"Now and then you buy yourself a single red African daisy from a flower seller on the street. Sometimes you put it behind your ear. Sometimes you just keep it somewhere where you can look at it."
Sharanya Manivannan's The High Priestess Never Marries is part-manual, part-journal as characters navigate the space between romantic demise and acceptance, and between doubt and resurrection. The book offers little in the form of neat and satisfying endings for relationships – instead, it speaks of what is possible in the clearing.
Manivannan grew up in Sri Lanka and Malaysia, and currently lives in Chennai. Her first book of poems, Witchcraft, was published by Bullfighter Books in 2008, and is a precursor to this book in many ways in their shared preoccupations. The author's voice here is less exploratory and more reflective as she sets out to build a subversive book of romance where it is possible to forge a meaningful life without ceasing to be lonely. Excerpts from an interview, where she talks of navigating Chennai, constructing a life from what is available to her, bringing the forest home, and much more.
What is a debut short story collection that really spoke to you? Why?
I read Sandra Cisneros’ Woman Hollering Creek perhaps 15 years ago, and it remained a big influence on The High Priestess Never Marries because of two things considered risky in a form (the short story collection) that is difficult to get published. The first was her easy use of Spanglish and Spanish, which was what made me realise all those years ago that literature could have languages blended into it without the effect being either exotic or kitsch. The second was the mix of vignettes and novelettes and everything in between. My book has quite a bit of untranslated Tamil and Tanglish amidst the English, and a similar format in terms of story lengths.
I remember reading Gitanjali Kolanad’s Sleeping With Movie Stars when it came out in 2011, in a really interesting time in my life where love was concerned, and it was very special for me as an outsider in Madras, a maker of art, a holder of philosophies that contradicted societal norms. I remember the tough, tender heroines of Pam Houston’s Cowboys Are My Weakness, which went some way in helping me realise that I could write a book of love stories and have it be questioning and subversive. And the lovely, light-drenched prose of Leesa Cross Smith’s Every Kiss A War. I chose to name these books in particular because they address the same themes in mine. There are so many more.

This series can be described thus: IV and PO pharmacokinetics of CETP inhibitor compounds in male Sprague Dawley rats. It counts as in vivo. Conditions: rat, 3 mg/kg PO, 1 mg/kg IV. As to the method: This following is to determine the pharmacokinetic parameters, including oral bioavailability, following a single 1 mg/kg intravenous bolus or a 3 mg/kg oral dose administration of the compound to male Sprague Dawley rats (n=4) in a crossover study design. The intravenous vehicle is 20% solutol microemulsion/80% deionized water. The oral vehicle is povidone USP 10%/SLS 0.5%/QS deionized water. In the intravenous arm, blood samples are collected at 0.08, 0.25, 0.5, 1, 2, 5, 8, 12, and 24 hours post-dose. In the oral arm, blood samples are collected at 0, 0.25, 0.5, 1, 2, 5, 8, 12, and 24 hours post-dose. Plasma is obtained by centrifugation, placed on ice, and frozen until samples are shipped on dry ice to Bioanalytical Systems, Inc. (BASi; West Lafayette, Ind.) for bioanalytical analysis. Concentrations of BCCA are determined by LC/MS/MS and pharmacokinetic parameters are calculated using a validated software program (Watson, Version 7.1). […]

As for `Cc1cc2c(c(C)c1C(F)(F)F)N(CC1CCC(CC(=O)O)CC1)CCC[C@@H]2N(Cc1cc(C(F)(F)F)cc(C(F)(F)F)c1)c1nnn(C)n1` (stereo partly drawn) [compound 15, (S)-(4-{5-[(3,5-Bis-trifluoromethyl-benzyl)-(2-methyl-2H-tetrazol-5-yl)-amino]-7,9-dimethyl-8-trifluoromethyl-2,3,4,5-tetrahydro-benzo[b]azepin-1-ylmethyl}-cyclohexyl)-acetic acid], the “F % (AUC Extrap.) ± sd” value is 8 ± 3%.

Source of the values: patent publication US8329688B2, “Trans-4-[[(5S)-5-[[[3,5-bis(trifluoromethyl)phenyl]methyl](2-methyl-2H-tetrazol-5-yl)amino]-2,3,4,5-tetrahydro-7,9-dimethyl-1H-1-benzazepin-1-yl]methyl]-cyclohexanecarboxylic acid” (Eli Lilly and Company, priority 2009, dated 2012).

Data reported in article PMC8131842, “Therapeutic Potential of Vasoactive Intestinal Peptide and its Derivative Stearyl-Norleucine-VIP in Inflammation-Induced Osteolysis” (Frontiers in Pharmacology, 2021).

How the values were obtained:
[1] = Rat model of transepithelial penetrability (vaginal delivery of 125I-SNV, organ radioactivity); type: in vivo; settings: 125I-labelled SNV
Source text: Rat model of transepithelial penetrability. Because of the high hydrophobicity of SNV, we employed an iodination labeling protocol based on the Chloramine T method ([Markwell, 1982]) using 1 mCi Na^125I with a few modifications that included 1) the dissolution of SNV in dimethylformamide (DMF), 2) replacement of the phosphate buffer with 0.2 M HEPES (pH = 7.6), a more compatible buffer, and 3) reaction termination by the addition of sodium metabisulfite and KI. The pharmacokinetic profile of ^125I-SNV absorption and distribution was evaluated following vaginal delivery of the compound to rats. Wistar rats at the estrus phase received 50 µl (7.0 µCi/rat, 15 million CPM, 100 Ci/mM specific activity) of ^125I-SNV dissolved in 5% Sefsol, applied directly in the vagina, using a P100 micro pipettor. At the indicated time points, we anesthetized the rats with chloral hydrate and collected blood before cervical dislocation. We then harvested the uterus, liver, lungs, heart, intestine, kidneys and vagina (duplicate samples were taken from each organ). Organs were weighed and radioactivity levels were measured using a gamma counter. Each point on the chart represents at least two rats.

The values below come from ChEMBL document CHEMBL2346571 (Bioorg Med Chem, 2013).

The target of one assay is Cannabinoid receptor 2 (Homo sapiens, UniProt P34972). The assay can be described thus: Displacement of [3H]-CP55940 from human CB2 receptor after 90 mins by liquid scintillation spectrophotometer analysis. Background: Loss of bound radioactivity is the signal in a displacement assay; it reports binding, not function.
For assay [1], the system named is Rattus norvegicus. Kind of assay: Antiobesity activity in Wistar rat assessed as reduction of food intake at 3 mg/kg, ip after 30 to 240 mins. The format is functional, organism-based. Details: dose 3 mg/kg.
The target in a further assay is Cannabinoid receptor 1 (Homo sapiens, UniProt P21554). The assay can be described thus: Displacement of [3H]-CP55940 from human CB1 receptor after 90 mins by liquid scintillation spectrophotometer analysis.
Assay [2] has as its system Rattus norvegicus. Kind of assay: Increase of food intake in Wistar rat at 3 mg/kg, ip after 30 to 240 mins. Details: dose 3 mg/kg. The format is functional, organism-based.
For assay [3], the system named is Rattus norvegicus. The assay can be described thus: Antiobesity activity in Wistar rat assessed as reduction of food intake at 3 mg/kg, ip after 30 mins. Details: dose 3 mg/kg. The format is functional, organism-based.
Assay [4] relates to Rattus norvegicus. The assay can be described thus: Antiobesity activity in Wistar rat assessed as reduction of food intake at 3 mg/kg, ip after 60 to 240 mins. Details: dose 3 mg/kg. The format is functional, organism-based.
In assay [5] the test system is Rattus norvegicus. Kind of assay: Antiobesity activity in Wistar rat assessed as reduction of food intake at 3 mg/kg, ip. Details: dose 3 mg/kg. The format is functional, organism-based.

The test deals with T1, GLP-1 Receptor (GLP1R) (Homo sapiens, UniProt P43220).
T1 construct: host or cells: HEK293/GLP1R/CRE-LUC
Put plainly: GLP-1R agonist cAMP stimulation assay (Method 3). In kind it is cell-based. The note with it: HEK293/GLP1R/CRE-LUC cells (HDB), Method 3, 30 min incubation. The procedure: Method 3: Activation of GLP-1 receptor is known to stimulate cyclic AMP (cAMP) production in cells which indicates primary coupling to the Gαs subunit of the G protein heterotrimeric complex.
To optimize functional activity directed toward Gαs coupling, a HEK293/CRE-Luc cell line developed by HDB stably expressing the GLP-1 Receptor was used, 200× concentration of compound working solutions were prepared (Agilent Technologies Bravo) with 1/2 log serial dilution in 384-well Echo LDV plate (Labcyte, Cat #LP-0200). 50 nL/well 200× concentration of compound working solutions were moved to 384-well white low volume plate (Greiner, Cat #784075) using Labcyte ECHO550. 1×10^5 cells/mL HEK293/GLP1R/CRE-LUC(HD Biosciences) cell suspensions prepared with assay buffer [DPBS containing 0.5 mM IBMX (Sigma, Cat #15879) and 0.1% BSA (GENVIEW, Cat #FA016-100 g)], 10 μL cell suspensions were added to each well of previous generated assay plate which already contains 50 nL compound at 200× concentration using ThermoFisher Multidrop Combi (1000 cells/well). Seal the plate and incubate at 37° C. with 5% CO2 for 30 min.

Could you tell us a little about how you knew the book was ready and what goes into plotting and writing a themed collection of stories?
When I say I worked on The High Priestess Never Marries for five years, those are just numbers between start and finish. Contained within those brackets are long silences, abandonments, diversions, and things both mundane and difficult that life brought. Similarly, I have been working on a novel, Constellation of Scars, since 2005. I’ve written four other books while waiting for it to be done.
I didn’t set out to write a book about love and freedom. I simply honoured the stories that came to me, and the themes emerged because I trusted them. When I realised that there were three recurring motifs – sweetness, wildness and greed – I was almost done with the book in terms of the number of stories, and I more or less knew what remained to be finished and could approach it in a cohesive way. Life takes convoluted roads and the time between seeing the whole picture and having it in your hands is not reliably measured.
You said somewhere that Ammuchi Puchi was written with the intention to heal. What is this book's intention?
The healing power of art is something I believe in deeply. This book posits the refusal to be unhappily partnered, and the acceptance of being single, as a radical choice, but more importantly, I think of the book as a companion for those who have already made that choice. It’s not so much a decision to be alone as it is a decision to build alone with the materials life has given you. My own is filled, as I wrote in an essay elsewhere, with “…light and flowers, low moons and relished victuals, paintbrushes and precious objects, laughter and rigour and pleasure, perfumed pulse points, reflection”. And books, and music, and all the arts. It would honey my heart to know my book belongs to someone else among their own such accompaniments.
Two quotes in particular stayed with me. "You take all the love you intended for only one thing and you spread it out..." and "I want a boyfriend like a banyan tree. A man who's a forest unto himself...a matrix generous enough for the world." In a book filled with relationships that come to an end, it is interesting to see the characters try to find a willingness to give.